The Virtual Classes listed below will be tailored for High School students. To learn more and to book a class, reach out to email@example.com.
Adaptations in coastal Alabama’s fishes
Fishes show many adaptations to their environment. This class explores the relationship between a fish’s habitat and its body shape, its fins, and mouth shape using a wide variety of fishes from the waters of Alabama and the Gulf of Mexico.
Sharks and Rays of the Gulf of Mexico
Sharks and rays are fascinating animals. In this class, sharks and rays are compared and used to illustrate many aspects of animal biology, including skeletal, digestive, circulatory, excretory, and reproductive systems as well as human impacts on ocean ecosystems.
Sea Turtles and other Gulf coast reptiles
This class explores the biology of turtles, focusing on sea turtles but including other Gulf coast reptile species. With a focus on conservation, it presents the impacts of marine debris, climate change, fishing bycatch, and why many species of Gulf coast turtles are endangered.
Coastal Invertebrates of Alabama
Accounting for 97% of the Animal Kingdom, invertebrates have adapted to every habitat on planet earth from the bottom of the deep sea to the tops of mountains. In this class, students observe and learn about invertebrate biodiversity through preserved and live specimen demonstrations.
Exploring invertebrate animals through dissection
Squid are creatures of legend, but they are a key piece to the ocean food web as predator and prey. In this class, students dissect these unusual invertebrates to see what make them so successful in the ocean and compare their anatomy to other animals.
Watersheds and water quality
We all live in a watershed. In this class, students learn about their watershed and explore its connection to the coast through an interactive app. Demonstrations illustrate how rivers and coastal waters mix, the impacts of human activities on the resulting water quality, and explore where students can find water quality information about their watershed.
Underwater robots and other tools of ocean exploration
With humans increasingly dependent on the ocean, marine technology has become an essential industry with applications from oil and gas exploration to the military. In this class, students explore a type of underwater robot, a Remotely Operated Vehicles (ROVs), and engage with engineering and design principles in designing and building an ROV.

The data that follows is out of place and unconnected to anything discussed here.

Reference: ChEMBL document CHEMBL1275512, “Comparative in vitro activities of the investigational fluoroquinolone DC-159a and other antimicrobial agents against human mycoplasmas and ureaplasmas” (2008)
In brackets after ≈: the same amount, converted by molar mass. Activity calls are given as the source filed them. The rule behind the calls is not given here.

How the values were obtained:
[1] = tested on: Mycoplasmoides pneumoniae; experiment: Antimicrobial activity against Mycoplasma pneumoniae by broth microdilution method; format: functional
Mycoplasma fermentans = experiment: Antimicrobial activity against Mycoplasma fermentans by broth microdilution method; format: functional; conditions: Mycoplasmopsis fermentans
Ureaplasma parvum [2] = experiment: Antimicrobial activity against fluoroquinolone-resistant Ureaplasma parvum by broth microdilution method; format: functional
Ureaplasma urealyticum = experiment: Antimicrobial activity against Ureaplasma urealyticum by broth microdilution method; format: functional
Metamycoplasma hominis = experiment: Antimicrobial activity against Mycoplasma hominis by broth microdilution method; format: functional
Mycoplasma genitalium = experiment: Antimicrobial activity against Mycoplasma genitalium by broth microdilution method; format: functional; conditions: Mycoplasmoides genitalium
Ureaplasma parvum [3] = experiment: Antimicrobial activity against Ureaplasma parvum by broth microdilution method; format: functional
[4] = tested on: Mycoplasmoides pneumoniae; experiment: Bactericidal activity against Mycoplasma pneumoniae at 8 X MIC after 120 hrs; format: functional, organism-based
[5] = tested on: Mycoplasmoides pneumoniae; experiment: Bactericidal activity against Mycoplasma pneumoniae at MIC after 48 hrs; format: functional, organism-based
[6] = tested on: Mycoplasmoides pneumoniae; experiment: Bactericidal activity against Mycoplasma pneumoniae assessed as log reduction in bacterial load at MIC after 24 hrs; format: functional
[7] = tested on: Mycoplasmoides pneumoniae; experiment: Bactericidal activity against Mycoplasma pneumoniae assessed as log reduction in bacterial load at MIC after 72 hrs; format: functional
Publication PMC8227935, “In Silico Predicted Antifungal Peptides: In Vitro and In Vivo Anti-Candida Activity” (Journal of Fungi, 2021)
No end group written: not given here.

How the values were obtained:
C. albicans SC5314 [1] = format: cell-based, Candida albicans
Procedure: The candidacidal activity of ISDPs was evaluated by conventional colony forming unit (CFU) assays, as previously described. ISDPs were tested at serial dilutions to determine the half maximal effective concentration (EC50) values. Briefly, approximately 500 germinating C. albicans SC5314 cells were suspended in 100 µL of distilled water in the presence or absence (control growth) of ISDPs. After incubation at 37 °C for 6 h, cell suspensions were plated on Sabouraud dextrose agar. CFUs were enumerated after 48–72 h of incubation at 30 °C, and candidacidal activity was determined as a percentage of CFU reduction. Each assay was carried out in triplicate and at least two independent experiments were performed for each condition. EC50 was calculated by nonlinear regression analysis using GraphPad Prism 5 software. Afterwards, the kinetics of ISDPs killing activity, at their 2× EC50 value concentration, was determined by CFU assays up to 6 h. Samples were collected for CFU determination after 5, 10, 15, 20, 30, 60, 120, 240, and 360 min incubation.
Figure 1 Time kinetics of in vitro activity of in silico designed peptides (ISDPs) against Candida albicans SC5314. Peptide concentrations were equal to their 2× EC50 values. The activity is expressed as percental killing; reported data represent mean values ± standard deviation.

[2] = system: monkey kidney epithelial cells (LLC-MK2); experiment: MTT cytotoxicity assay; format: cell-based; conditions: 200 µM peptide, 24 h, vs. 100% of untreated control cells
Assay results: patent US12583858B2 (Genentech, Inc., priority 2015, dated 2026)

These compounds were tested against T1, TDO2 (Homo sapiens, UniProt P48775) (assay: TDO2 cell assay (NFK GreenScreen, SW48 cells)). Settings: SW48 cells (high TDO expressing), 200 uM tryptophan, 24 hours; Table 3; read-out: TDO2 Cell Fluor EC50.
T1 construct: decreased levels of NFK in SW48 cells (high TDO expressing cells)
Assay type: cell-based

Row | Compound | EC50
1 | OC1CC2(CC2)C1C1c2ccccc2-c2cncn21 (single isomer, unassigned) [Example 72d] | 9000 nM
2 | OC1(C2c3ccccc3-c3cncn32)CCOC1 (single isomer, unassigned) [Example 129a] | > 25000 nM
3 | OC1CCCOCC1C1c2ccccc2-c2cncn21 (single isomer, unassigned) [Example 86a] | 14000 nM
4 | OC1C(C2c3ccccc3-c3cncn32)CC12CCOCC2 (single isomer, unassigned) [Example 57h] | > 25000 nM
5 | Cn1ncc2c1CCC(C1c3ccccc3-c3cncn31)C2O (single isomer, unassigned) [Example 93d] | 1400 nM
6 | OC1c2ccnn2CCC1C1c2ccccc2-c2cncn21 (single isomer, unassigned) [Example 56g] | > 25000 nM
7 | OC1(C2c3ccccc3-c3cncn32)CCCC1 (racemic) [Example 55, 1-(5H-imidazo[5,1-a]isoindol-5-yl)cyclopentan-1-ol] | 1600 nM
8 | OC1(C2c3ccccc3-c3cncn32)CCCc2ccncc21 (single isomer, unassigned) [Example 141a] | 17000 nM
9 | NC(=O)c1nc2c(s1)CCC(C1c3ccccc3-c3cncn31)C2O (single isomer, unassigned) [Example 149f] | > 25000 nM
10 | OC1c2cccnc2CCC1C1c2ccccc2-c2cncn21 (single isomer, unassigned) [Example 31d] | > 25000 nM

Ocean waves and currents: the motion in the ocean
What creates a wave? Can a message in a bottle really drift around the world? Join us to investigate the physics of the ocean including waves, currents, and tides, examine real-time wave data, and explore the technology used by scientists to measure these phenomena. The class will build models of ocean drifters and test their engineering skills by experimenting with them around their “Ocean.”
Ocean zones, sonar, and ocean mapping
With sunlight penetrating only 1000 meters down into the ocean that AVERAGES over 4000 meters in depth, how do scientists know what the deep ocean is like? In this class, students will descend through the ocean zones from the surface to the Challenger Deep, learn how we know what we know about the deep ocean, and construct a model of ocean bathymetry.
Marine debris and microplastics
Where does litter in the ocean come from? Doesn’t it biodegrade? In this class, students will explore marine and waterborne debris, investigate the impacts of debris on ocean animals and ecosystems, and identify solutions to this growing problem. Through an activity, we will identify microplastics and collect and categorize data on debris while participating in a citizen science project.
Barrier islands and beach ecology
Many students have been to the beach, but perhaps not realized the importance of these beautiful ecosystems in protecting the mainland and providing habitats for a variety of plants and animals. This class explores microscopic and macroscopic beach inhabitants living there, the adaptations these inhabitants show to living in this constantly changing habitat, and how beaches are created and changed by natural and human forces.
Climate change and ocean impacts
How are the earth’s systems being affected by increased carbon dioxide (CO2) amounts in the atmosphere? This class explores the relationship between increased CO2 levels and sea level rise, ocean acidification, and climate change. We’ll demonstrate a number of short activities that model these effects and discuss ecological and community-based resilience.
Let the Sea Lab “invade” your classroom with specimens and stories of invasive species. We’ll explore a case study of the lionfish through a mapping activity and learn how invasives are introduced, what it means to be invasive versus non-native or naturalized, and how invasive species impact biodiversity, ecosystems and our economy.
Hurricanes, storm surge, and scientific modeling
Hurricanes are some of the most destructive natural forces on our planet. Students will learn what causes them, how they form, and how scientists track and predict their paths to limit human and economic losses. We’ll explore the life cycle of a storm, past impacts with Google Earth, work with NOAA’s hurricane tracker, and engage in a storm surge simulator to understand these natural phenomena.
Ocean plants and their adaptations
Does sitting out in the hot sun all day sound like fun? From the microscopic phytoplankton to the enormous kelp, this class explores the variety of adaptations seen in photosynthetic organisms found in the ocean. Students will explore the photosynthetic process and investigate ways plants work to capture sunlight and energy in a variety of ecosystems.